Music, Dancing and Lovely Fresh Oysters 3rd – 5th May 2019 < Back

Holiday Locations in Ireland




And we have a winner! Will it be you this year?

Carrigaholt Oyster and Trad Festival is a fabulous weekend of music, dancing and oysters and this is its 29th year. From Friday 3rd of May to Sunday 5th the whole of Carrigaholt will be in festival mode. There are 4 pubs in Carrigaholt. Carmodys, The Long Dock, Morriseys and Keanes. Each will have their own entertainments – all will be serving oysters every evening and there will be an oyster bar and oyster eating competition out side the The Long Dock on the Sunday.

How many oysters can you eat in one sitting?

There will be music in every pub.

Learn to play the bodhrán with Robbie and be part of the Bodhrán Buzz!

The Oyster and Trad Festival is one of the busiest weekends for Carrigaholt with visitors from all over the world traveling to sample the top quality food, music and of course, the party atmosphere.

Tony Lynch of the Long Dock showing Saoirse how to shuck an oyster.

Tony Lynch the chef/owner of The Long Dock serves oysters from Carrigaholt Bay. Oysters are one of the most popular delicacies on the menu. There will other delicious food on the menu at The Long Dock as well as oysters. For example you can enjoy Long Dock Surf and Turf night while enjoying a great music session with the Maguire Family.

The Long Dock will be hosting the competition to see who eat the most oysters in one sitting. Each of the 4 pubs in Carrigaholt will get through hundreds of oysters a day over the long weekend. That’s a lot of shucking!

Did you know each oyster shell makes a perfect stand for each oyster?


To see the full line of the Festival, have a look here –

Oyster cultivation in Ireland dates back to the 13th century but consumption of oysters in Ireland has been a tradition for over 4,000 years.

“At Dunloughan Bay, near Ballyconneely in County Galway, shell middens, dating from the early Bronze Age to the tenth century A.D., are being exposed by erosion and over-grazing. These sites give a wonderful snapshot of history and contain rich deposits of oysters, cockles, limpets, winkles, dog whelks and razorfish interspersed with burnt stones and wickerwork reduced to charcoal. Oysters seem to dominate the earlier Bronze Age sites, winkles and limpets the later ones.”

(M Mac Con Iomaire – ‎2006]

The Historyof Seafood in Irish Cuisine and Culture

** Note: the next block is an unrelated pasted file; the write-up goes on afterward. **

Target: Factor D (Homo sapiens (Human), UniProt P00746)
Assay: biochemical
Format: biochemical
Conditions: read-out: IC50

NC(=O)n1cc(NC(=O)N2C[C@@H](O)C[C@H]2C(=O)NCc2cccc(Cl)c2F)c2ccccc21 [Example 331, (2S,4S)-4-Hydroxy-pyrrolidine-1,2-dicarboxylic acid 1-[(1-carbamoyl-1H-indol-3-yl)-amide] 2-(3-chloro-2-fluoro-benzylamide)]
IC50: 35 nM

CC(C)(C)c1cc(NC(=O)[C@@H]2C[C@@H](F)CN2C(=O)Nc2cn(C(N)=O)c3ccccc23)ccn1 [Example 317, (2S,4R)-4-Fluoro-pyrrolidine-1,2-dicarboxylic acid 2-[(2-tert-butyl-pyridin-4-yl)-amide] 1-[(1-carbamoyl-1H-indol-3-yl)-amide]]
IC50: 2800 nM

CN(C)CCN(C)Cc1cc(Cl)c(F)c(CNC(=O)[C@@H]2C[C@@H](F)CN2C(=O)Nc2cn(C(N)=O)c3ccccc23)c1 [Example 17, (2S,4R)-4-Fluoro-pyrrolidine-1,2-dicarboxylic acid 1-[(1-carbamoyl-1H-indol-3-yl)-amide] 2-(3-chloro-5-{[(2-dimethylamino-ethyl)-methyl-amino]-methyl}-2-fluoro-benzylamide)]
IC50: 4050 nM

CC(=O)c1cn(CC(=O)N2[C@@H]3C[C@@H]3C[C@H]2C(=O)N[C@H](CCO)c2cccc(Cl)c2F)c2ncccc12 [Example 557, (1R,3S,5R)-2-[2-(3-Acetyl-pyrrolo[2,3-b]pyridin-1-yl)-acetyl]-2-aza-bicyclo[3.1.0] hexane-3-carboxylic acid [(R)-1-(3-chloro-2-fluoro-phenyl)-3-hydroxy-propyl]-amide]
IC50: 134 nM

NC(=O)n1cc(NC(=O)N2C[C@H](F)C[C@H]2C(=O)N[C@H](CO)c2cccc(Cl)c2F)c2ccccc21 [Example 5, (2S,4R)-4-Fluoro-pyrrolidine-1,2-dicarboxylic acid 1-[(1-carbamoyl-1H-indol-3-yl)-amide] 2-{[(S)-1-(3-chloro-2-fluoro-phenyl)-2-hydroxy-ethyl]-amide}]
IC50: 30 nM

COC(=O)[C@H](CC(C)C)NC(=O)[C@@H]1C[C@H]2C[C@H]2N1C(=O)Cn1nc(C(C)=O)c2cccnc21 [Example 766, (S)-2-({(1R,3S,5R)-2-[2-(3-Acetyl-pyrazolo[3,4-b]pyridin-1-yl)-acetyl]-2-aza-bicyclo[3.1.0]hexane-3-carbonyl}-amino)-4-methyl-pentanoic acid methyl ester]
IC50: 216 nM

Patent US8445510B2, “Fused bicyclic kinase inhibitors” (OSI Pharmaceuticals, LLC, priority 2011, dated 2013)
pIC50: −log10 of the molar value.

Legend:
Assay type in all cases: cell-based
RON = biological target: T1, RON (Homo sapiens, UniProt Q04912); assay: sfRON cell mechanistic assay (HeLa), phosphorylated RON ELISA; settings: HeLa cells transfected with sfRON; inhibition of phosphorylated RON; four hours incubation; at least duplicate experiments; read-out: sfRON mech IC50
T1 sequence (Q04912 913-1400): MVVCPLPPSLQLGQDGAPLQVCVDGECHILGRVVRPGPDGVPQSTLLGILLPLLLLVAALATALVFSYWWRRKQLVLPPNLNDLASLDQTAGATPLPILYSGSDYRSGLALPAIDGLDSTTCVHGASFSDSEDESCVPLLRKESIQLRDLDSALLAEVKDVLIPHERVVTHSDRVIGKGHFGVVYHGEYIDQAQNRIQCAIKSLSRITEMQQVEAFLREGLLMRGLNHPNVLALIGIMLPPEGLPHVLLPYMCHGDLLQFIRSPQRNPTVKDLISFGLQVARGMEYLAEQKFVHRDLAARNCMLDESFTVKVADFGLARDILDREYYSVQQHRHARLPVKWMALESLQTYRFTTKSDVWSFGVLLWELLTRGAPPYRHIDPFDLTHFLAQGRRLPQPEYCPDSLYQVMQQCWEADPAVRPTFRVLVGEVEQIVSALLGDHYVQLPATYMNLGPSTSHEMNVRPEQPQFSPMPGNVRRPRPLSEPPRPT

Today, Irish oyster growers still use traditional methods to provide ideal conditions for their Irish rock oysters (Crassostrea gigas) and native flat oysters (Ostrea edulis) to grow. Oysters from the Shannon are rich and varied in taste with each bay, in which they are grown, contributing to this distinctive flavor – a combination of lingering sweet iodine flavours with a hint of nut to subtle citrus notes.

The unique blend of wild Atlantic waters, clean freshwater rivers and minerals from an unspoilt landscape makes each Shannon oyster a unique taste experience. Due to abundant plankton and the exceptional growing conditions around the Irish coast, oysters from the Shannon estuary have distinctively high meat content. The constant flow of the Atlantic around the estuary also helps shape each oyster into a perfect tear-drop shape with a very strong shell and a smooth pearly white enamel. Oysters from the Shannon are rich in protein and low in fat with exceptionally high levels of trace elements such as iodine, iron, selenium copper and zinc. Coupled with the unspoilt growing conditions available in the Shannon this is as natural and pure as food can be.

Oysters are generally graded from 4 being the smallest  to 00 being the largest. Number 4 oysters weigh 45 -65 g, number 3’s weigh 65- 85, number 2’s weigh 85 – 110 and number 1’s weigh 110-150g. Then you get into the big time, size 0 are 150 -200g and the 00 are 200+g

It is interesting to know which countries enjoy which size of oyster. France tends to buy the rather dainty number 4 oyster as an amuse-bouche and serve the slightly larger number  3’s and 2’s as appetisers.  Italy seems to prefer the number 2 size oyster. Ireland and the rest of Europe tend to enjoy more number 2’s and 1’s. Japan and china favour the the larger 0 and 00.


There are various oyster farms along the estuary. From Carrigaholt up to Poulnasherry Bay and Moyasta.  The oysters are grown in mesh bags strapped to trestles at the low water mark. Once the tide is out the oysters can be tended and collected.

Hugh Sheehy

Hugh Sheehy farms oysters at Poulnasherry Bay.  The name Poulnasherry means ‘Hole/Bay of the Oyster  Working in all weathers, but on a day like this – it is beautiful. With views up and down the Shannon and across to Scattery Island.

Beautiful views across the Shannon.

We hope to see you here in Carrigaholt for the Oyster & Traditional Music Festival.

It promises to be a great weekend of Food and Music in one of the most beautiful and unspoilt spots along the Wild Atlantic Way.


If you are longing for some Oysters right now here are a couple of recipes for you to enjoy at home.

Three ways to cook oysters.


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